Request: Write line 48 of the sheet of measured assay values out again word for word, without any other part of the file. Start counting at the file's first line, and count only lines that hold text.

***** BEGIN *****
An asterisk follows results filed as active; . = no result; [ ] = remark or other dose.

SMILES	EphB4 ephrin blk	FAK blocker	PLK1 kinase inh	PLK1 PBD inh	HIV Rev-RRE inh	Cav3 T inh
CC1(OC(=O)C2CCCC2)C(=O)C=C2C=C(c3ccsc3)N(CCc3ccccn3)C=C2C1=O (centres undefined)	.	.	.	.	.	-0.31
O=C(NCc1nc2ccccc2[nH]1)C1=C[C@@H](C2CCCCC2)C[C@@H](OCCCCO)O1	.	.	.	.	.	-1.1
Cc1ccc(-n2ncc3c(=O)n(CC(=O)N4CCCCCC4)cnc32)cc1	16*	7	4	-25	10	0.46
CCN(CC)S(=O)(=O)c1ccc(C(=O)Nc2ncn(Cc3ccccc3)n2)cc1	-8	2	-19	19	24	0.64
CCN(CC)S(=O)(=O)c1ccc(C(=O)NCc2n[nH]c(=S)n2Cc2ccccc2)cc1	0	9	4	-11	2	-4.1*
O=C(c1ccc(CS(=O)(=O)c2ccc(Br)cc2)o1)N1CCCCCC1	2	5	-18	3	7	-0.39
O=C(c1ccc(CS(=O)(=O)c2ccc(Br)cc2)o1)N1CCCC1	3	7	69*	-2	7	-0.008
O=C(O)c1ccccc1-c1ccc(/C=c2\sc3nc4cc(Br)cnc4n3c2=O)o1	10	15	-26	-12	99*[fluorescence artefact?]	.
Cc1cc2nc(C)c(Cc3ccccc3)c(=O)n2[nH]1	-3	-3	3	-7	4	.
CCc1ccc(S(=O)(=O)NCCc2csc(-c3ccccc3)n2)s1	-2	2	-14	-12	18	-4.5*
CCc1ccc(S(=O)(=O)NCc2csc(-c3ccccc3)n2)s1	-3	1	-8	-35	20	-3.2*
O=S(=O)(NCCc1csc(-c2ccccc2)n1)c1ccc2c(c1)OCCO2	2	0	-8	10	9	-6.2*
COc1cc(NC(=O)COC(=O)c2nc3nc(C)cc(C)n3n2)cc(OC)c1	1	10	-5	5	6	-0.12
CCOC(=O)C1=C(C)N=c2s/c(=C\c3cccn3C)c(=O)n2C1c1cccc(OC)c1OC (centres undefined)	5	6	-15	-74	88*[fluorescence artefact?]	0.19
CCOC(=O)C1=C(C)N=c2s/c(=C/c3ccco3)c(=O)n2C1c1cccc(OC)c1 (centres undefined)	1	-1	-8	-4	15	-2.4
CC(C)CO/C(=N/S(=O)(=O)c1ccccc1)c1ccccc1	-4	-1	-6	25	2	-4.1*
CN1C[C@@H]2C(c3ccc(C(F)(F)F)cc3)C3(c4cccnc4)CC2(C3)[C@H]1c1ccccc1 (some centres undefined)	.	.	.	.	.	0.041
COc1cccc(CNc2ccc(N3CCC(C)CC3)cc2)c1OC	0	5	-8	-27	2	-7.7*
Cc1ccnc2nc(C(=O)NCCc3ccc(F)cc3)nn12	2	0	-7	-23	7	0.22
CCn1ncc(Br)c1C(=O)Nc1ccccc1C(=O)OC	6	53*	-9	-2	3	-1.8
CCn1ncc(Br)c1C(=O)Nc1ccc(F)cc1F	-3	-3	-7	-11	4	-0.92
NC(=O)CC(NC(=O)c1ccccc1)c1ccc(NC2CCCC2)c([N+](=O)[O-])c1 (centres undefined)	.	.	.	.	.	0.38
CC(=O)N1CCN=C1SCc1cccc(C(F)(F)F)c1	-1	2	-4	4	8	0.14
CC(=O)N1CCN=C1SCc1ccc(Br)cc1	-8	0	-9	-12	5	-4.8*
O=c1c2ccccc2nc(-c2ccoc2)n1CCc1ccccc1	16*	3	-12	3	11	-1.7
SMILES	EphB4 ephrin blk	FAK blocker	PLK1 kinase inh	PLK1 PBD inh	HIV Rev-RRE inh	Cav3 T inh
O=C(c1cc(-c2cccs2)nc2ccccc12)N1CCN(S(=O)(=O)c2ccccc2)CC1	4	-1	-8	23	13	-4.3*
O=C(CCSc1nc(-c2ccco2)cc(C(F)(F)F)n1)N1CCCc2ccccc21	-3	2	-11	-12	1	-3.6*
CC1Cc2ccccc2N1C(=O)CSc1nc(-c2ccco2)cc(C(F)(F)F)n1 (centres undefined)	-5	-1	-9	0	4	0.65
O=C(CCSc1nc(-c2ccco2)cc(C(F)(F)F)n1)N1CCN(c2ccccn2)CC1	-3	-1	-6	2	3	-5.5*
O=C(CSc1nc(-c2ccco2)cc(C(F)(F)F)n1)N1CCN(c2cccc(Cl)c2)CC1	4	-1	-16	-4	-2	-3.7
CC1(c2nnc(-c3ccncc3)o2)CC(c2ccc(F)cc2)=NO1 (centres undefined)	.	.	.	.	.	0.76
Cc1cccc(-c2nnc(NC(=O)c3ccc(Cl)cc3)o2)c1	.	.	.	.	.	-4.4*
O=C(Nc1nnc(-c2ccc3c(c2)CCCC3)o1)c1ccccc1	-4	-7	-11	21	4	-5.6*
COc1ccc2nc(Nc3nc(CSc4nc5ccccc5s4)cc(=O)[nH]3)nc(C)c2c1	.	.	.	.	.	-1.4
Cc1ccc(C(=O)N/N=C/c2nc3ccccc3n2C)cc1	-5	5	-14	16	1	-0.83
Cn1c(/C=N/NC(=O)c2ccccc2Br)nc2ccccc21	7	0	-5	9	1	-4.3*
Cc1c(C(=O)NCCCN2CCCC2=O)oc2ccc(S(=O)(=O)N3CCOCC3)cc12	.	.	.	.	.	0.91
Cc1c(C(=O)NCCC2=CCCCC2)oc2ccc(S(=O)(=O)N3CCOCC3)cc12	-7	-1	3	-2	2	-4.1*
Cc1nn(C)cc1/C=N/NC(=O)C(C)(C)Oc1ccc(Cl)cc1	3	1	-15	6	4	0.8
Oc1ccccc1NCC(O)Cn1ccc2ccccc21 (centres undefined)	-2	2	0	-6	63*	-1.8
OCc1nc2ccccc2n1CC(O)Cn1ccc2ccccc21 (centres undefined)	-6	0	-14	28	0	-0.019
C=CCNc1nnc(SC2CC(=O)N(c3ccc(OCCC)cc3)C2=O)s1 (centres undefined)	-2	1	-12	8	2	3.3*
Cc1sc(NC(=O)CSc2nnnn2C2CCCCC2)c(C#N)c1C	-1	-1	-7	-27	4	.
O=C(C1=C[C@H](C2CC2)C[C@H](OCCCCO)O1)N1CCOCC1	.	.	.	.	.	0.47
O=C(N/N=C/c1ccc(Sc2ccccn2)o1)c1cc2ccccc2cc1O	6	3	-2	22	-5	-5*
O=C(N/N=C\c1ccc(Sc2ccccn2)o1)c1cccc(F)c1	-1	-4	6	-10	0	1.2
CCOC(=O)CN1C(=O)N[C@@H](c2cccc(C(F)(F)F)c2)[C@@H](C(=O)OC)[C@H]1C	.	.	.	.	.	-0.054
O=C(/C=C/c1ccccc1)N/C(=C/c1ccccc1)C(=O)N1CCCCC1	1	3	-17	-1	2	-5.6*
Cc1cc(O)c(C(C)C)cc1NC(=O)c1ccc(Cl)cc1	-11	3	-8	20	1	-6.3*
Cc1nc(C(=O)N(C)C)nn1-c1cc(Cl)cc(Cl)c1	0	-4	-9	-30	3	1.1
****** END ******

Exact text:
O=C(N/N=C/c1ccc(Sc2ccccn2)o1)c1cc2ccccc2cc1O	6	3	-2	22	-5	-5*